Apple trees (Malus domestica) grow in all 50 states, which attests to their adaptability, but the right soil produces even more and better-tasting fruit. To provide your tree with the best soil, you first need to analyze what you have and amend it as needed. Apples generally grow in U.S. Department of Agriculture plant hardiness zones 3 through 9, depending on the variety.
Let It Drain
Apple trees grow best with good soil drainage so their roots don't rot from sitting in soggy soil. Test your soil by digging a 2-foot hole and filling it with water. Let the water drain and then refill the hole again. If the water is still there after 12 hours, you need to improve the texture of the soil, build up a berm or raised bed of well-draining soil for planting or to plant your tree 2 to 4 inches higher in the ground than it was when you bought it. When building a berm or raised bed, use a high quality garden soil to amend the raised area.
First Steps to Better Drainage
You can change your soil from a hard-pack clay texture to the well-draining sandy loam or sandy-clay-loam soil where your apple tree will thrive by digging down through a compacted clay surface with a pickaxe, rototiller or rented jackhammer. Changing the soil to a depth of 3 feet is best, but your tree will thrive with well-draining soil down to 1 1/2 feet if you are careful not to overwater.
Organic Material for Well-Draining Soil
Rather than adding organic material, such as decomposed leaves and grass, aged manure or ground bark directly to the tree's planting hole to improve the draining capacity, rototill any of these materials into the soil around the planting site before you dig the hole. In soils that are heavy like clay, organic materials decompose more slowly and can be toxic or cause rot problems to the apple trees roots, so adding these materials directly to the planting hole is not advised, according to University of California Agriculture and Natural Resources. Add a 1 cubic foot bag of organic material for each 100 square feet of planting space. The soil texture is right when you can squeeze a damp ball of soil in your hand and it is only slightly crumbly, but still holds the ball shape.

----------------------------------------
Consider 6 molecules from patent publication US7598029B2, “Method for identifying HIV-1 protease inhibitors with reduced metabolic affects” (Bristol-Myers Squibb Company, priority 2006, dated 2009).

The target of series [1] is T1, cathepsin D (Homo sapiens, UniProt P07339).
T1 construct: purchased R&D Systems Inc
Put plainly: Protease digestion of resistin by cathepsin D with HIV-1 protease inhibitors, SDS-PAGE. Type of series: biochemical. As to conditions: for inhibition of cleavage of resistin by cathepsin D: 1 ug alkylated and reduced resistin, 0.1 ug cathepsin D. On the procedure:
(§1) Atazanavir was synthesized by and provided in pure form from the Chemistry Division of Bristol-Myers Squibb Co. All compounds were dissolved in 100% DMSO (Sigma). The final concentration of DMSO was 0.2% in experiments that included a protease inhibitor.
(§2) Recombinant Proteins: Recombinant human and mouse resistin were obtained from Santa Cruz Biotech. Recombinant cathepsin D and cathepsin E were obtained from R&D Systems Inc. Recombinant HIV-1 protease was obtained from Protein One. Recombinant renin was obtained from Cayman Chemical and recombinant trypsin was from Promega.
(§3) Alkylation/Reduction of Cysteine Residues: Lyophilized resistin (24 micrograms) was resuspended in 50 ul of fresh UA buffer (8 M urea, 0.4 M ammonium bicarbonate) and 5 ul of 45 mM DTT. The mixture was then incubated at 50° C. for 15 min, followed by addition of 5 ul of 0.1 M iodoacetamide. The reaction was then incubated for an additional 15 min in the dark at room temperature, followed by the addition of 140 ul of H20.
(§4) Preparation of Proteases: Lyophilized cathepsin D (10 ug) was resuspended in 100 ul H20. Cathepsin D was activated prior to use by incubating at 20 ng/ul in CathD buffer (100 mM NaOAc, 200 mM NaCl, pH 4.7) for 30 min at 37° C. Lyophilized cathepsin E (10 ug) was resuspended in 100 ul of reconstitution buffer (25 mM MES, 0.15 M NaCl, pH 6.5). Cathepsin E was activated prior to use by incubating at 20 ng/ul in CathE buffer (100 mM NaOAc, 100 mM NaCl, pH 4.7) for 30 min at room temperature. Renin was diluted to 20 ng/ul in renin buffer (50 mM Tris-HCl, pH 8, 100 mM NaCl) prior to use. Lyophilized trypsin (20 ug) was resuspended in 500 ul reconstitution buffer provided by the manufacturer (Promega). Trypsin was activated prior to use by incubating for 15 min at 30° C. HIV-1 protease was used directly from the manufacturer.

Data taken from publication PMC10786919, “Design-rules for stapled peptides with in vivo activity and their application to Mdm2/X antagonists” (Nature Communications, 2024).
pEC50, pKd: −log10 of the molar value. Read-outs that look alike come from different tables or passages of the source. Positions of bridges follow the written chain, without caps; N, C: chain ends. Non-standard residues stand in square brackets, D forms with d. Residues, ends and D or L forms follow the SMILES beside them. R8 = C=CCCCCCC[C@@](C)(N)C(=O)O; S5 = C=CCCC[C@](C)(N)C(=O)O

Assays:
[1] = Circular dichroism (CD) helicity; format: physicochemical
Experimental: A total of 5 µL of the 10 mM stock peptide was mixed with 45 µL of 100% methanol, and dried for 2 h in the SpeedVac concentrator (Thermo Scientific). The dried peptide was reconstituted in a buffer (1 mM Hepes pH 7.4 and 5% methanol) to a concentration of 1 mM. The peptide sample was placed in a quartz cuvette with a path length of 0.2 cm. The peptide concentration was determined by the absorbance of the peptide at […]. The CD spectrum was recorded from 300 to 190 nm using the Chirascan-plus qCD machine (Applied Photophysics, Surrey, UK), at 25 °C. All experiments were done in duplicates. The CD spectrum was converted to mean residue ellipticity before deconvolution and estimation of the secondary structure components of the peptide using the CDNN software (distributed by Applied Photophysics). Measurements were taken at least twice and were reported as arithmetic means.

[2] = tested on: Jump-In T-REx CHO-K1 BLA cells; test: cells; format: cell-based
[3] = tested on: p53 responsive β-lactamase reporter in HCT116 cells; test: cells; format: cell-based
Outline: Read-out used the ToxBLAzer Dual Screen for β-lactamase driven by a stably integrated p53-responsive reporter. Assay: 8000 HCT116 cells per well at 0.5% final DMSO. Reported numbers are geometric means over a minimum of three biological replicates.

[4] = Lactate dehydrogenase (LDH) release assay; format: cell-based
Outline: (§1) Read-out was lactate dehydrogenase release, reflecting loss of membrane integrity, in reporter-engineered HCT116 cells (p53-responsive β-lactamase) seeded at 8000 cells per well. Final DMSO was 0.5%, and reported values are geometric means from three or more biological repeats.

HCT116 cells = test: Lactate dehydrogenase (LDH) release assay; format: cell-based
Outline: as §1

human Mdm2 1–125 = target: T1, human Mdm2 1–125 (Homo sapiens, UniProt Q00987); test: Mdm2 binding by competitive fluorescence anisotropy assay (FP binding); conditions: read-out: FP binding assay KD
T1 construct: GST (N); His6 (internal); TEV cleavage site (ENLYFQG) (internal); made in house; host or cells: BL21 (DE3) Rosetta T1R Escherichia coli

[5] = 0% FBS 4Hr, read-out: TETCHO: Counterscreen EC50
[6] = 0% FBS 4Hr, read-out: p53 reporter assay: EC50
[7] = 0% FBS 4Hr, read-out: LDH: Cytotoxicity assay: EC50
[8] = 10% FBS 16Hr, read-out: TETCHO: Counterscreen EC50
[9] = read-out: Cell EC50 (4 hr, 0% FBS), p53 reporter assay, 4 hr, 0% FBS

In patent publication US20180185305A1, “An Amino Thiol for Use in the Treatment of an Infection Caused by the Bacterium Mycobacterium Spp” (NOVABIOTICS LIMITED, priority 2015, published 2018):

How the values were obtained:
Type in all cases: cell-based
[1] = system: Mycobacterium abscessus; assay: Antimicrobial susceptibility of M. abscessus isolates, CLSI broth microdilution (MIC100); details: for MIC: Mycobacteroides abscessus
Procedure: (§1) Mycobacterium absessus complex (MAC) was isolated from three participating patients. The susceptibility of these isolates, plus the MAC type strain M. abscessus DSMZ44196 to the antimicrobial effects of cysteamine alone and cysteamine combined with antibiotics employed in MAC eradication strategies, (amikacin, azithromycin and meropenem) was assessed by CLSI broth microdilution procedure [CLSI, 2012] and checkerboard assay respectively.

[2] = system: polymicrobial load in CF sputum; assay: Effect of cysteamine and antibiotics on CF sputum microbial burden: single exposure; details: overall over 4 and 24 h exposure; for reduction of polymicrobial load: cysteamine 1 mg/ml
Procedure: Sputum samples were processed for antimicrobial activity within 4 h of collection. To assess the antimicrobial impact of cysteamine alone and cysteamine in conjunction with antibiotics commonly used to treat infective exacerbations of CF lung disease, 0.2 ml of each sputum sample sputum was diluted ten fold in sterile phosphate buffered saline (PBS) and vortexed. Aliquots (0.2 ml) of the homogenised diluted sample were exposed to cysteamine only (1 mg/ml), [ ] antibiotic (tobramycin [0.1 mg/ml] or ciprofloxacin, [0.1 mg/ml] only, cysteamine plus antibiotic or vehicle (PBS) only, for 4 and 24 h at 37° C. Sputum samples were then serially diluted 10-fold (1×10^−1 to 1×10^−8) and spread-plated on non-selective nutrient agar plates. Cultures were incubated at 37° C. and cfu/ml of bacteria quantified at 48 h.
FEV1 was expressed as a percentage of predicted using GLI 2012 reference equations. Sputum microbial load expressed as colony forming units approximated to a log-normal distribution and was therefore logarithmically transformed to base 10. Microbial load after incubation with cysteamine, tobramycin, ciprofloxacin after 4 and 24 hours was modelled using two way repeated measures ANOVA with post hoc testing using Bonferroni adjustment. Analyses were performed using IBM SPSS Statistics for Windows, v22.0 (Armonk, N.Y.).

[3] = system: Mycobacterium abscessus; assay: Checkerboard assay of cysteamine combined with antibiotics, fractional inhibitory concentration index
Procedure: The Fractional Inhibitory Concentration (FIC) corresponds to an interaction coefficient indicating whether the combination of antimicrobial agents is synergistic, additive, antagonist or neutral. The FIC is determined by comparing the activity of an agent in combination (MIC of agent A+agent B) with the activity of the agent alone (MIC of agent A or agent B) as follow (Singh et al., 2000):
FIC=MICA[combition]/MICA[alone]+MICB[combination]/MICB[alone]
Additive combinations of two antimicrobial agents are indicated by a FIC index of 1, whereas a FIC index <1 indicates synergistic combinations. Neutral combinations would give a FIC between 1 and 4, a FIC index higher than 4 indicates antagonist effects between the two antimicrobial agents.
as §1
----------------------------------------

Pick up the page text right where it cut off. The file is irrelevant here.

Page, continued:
The Chemistry of Soil
Apples grow best in soil that has a pH between 5.8 and 6.5, which is slightly acidic. You can buy a test kit from a garden center to check the soil pH. For soil with a low pH, add 5 pounds of a lime product for each 100 square feet of soil surface. To lower the pH, add either aluminum sulfate for immediate changes or sulfur for changes over a few months. The amount of these products varies depending on your soil, but generally, for each 10 square feet of soil with a high pH, use 2 pounds of aluminum sulfate or 0.3 pounds of sulfur.
- University of Illinois Extension: Apple Facts
- Edinburgh Garden School: Botanical Names for Fruit and Vegetables
- University of California Agriculture and Natural Resources: Fruit Trees: Planting and Care of Young Trees
- The Ohio State University Extension: Growing Apples in the Home Orchard
- The New Sunset Western Garden Book; Kathleen Norris Brenzel, Editor
- Clemson Cooperative Extension: Apple
- Oregon State University Extension Service: Fertilizing Your Garden
- Clemson Cooperative Extension: Changing the pH of Your Soil